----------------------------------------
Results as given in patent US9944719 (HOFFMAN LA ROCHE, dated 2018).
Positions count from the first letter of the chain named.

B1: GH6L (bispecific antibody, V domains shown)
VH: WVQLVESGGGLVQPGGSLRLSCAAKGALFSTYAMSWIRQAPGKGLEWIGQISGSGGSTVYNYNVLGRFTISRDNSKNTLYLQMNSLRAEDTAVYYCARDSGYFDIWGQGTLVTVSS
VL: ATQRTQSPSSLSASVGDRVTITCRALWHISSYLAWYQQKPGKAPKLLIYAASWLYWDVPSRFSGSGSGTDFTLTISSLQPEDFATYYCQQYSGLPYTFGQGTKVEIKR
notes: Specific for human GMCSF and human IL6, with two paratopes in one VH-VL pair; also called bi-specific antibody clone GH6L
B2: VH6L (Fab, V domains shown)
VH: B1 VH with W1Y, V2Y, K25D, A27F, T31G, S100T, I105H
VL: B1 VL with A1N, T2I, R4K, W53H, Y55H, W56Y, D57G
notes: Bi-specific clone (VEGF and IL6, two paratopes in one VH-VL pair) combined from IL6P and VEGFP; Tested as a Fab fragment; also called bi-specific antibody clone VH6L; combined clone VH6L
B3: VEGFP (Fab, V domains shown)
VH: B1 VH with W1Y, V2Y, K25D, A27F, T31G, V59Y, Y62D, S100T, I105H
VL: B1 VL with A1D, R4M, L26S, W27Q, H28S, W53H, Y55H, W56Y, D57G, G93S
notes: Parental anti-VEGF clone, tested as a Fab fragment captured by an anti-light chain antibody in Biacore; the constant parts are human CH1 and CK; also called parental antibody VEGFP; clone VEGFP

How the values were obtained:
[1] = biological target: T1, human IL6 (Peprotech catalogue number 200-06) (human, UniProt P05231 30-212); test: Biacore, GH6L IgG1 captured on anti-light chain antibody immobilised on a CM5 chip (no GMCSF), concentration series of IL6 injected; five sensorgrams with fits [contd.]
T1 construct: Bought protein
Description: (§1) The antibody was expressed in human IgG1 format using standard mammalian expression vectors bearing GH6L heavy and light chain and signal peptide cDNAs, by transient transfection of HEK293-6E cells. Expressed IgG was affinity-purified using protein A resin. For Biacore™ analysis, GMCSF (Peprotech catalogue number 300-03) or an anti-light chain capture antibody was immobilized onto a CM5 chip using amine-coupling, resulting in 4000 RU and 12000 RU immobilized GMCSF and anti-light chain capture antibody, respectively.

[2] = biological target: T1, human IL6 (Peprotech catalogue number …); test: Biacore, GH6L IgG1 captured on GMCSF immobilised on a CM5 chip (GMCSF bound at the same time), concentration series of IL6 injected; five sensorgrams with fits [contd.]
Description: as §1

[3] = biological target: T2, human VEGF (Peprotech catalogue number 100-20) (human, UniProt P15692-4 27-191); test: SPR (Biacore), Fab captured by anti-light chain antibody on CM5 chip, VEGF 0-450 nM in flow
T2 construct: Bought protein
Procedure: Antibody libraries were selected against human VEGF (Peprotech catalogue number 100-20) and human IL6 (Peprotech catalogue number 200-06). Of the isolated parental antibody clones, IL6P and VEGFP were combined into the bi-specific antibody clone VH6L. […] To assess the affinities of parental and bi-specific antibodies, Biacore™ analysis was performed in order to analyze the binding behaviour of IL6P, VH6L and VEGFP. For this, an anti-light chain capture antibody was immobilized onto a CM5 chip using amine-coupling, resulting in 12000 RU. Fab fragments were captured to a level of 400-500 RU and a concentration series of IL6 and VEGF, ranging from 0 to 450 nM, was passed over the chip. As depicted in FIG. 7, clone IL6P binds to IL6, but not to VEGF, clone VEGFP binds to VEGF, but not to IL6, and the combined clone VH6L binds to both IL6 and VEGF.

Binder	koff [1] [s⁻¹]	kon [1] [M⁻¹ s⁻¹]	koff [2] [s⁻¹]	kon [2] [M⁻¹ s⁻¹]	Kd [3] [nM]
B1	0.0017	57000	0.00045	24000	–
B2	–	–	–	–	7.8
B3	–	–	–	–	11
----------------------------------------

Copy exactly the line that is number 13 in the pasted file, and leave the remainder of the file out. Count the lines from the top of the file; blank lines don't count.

VL: B1 VL with A1D, R4M, L26S, W27Q, H28S, W53H, Y55H, W56Y, D57G, G93S